SENDAI, Japan — Five of her relatives are confirmed dead, and others are missing; her leg is battered from a frantic flight to higher ground; her home lies just a few dozen miles from a haywire nuclear power plant burping radiation into the air.
On Saturday, however, Keiko Oikawa could barely contain her joy. “I’m so lucky, really, really lucky,” the ecstatic housewife said. The source of her glee: 10 fresh eggs in a crumpled cardboard box.
“I can’t believe my luck,” said Oikawa, explaining that she’d stumbled on a farmer selling eggs while hunting for somewhere to charge her mobile phone. She doesn’t have any electricity at home.
Eight days after a 9.0 magnitude earthquake sent a merciless wall of water crashing onto Japan’s northeastern coast, a city once noted for its jazz festival and expansive joie de vivre is reduced to foraging for basic necessities.
The descent of a vibrant metropolis toward a state of simple survival has helped numb the population to a further agony. Many here are too preoccupied with day-to-day needs to focus on unseen dangers leaking from the Fukushima Daiichi nuclear power plant down the coast.
“Instead of worrying about things I can’t see, I worry about things I can see,” said Oikawa, showing off her newly purchased eggs.
As the major city nearest the crippled power station, Sendai is not blasé about the potential risk, just distracted. Weather reports on television are watched anxiously to see which way the winds will be blowing — and which way radioactive material might travel in the event of Chernobyl-style catastrophe. Saturday was a beautiful sunny day with cloudless skies, but blustery winds kept shifting.
The southern outskirts of Sendai lie within a 50-mile zone that the United States has advised its citizens to avoid because of the radiation risk, but “we worry about food, about getting stuff to put in our mouths,” said Yuji Sugawara, a steelworker who, with his wife, has taken refuge in a shelter providing regular meals.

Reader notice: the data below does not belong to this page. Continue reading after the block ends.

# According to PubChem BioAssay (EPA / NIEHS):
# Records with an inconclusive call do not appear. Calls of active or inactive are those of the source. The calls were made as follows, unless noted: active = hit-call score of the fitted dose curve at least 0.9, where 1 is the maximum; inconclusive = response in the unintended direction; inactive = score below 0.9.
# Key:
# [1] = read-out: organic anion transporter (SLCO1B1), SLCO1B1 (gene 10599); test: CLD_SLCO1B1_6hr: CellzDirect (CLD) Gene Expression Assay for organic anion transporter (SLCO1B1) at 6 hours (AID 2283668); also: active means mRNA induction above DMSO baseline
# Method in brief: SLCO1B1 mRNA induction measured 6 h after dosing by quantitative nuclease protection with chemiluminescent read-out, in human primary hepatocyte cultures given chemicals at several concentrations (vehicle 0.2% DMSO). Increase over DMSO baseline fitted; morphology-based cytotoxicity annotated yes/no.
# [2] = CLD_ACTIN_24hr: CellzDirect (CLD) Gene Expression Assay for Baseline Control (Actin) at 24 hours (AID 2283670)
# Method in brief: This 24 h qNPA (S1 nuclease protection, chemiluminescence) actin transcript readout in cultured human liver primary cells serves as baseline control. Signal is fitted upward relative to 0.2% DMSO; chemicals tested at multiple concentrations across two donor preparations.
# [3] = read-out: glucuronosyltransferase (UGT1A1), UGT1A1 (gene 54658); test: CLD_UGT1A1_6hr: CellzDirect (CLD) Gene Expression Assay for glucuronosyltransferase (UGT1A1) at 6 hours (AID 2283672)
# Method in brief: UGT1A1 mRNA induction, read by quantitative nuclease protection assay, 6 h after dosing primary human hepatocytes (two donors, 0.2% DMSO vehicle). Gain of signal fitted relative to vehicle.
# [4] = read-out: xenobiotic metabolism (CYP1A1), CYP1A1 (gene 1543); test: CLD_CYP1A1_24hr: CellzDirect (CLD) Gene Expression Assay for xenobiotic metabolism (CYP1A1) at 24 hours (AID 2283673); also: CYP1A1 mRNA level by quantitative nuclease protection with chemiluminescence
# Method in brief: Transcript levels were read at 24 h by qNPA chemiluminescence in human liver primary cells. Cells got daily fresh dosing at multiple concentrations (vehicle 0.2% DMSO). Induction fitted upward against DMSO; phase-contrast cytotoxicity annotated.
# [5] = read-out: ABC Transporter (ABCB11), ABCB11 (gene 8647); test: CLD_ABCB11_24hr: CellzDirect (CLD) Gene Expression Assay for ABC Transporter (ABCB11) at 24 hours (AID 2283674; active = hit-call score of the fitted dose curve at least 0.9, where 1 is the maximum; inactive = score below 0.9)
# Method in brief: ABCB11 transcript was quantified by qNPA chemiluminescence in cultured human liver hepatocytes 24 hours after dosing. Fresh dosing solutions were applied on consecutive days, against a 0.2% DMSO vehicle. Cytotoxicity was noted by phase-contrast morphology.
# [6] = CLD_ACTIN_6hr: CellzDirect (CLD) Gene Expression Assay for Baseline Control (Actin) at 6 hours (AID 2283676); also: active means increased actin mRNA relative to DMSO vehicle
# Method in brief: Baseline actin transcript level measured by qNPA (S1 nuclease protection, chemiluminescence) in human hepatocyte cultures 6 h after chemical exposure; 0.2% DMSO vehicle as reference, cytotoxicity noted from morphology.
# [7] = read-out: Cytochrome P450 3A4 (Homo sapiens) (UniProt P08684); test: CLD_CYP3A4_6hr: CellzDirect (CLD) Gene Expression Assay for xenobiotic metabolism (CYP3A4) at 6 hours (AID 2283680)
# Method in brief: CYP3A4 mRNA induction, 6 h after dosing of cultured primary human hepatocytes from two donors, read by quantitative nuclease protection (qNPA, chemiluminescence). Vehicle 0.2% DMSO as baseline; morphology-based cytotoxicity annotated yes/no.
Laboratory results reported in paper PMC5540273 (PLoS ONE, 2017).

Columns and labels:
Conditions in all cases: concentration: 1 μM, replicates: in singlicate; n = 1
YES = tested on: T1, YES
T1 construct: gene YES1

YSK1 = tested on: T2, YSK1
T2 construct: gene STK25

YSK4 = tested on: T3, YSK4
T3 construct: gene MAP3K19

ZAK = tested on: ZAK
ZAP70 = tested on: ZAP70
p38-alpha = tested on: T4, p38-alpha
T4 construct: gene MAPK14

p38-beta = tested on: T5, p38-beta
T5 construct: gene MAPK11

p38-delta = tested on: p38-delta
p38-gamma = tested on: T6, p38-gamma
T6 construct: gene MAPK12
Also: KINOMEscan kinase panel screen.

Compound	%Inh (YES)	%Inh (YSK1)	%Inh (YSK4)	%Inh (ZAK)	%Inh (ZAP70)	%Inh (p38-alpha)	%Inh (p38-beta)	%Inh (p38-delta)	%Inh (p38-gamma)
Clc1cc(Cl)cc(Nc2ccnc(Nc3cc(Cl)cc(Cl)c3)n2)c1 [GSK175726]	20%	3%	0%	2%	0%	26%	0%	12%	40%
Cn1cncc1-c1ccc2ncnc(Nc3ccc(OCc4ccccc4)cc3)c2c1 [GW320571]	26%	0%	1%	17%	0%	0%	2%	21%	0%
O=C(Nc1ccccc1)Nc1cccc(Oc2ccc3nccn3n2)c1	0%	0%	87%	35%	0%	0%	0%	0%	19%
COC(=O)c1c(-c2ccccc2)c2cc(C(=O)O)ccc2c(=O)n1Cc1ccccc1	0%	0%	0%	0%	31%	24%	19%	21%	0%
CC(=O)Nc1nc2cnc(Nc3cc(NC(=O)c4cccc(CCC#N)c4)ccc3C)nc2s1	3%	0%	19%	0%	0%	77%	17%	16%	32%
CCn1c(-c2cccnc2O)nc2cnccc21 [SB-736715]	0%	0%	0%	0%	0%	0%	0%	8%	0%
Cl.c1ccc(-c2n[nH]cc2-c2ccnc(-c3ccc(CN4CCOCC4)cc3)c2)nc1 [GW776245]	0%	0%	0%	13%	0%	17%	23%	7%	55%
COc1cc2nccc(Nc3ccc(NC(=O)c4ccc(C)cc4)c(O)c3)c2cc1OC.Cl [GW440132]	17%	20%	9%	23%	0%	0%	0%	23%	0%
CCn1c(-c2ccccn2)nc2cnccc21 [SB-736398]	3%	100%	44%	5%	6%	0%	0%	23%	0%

Japan has declared a more-limited 20-mile evacuation zone, and Sugawara is alarmed by what he sees as his government’s obfuscations. “I can’t trust them anymore. All we need is accurate information,” he said.
But he spends far more energy worrying about when he and his wife will be able to move back into their waterlogged home and what they’ll do for food when they do. Most shops, their stocks exhausted, shut down days ago.
“Batteries, candles, mobile phone chargers, food and anything edible are all sold out,” reads a handwritten sign on the shuttered doors of Sunkus, a Japanese chain of convenience stores.
Without power or gas for trucks, the city’s government-run abattoir, which used to slaughter up to 200 cows and 900 pigs a day, hasn’t killed an animal for eight days. Everyone is “very concerned by what they will have to eat,” said the abattoir’s chief, Jun’ichi Sato, who lost his house to the tsunami and now lives with an uncle, along with his wife and seven other homeless relatives. Sato has two sets of clothes: a suit he was wearing for a business meeting when the tsunami struck and his slaughterhouse uniform.
Trained as a physicist, he described radiation risk as “no big deal” because levels so far are not that high. But, he added, if efforts to regain control of the six-reactor complex south of the city fail, “I’ll be worried too.”
Long lines on Saturday snaked from the Don Quixote supermarket and other stores that still had something to sell. A desperate shortage of gasoline has left the city’s wide, clean boulevards eerily empty of traffic.
But authorities have managed to halt some of the rot, at least in parts of the city pulverized by the tsunami. Crunched cars that earlier in the week lay scattered across a wasteland of flattened buildings have been moved and placed in neat lines by the side of roads swept free of rubble.
Electricity and water supplies are slowly being restored. Phones are mostly back up. To speed deliveries of food and other supplies, a four-lane toll highway leading west to the city of Niigata is closed to all but emergency convoys and the vehicles of Japan’s Self-Defense Force, which has borne the brunt of relief efforts.
Local television, meanwhile, tries to lift spirits by broadcasting the names of people who survived the tsunami and have taken refuge in shelters. But the death toll continues to mount. Nationwide more than 7,000 people are now confirmed dead, and nearly 11,000 have been reported missing. The bulk of these lived in Miyagi prefecture, of which Sendai is the capital.
Oikawa, the woman who managed to buy eggs, said she feared the worst for her own missing relatives, who lived north of Sendai in a coastal town that took a particularly brutal blow. Exhausted by worry and the daily struggle to find food she said: “I wish I were a bird and could fly away from all this.”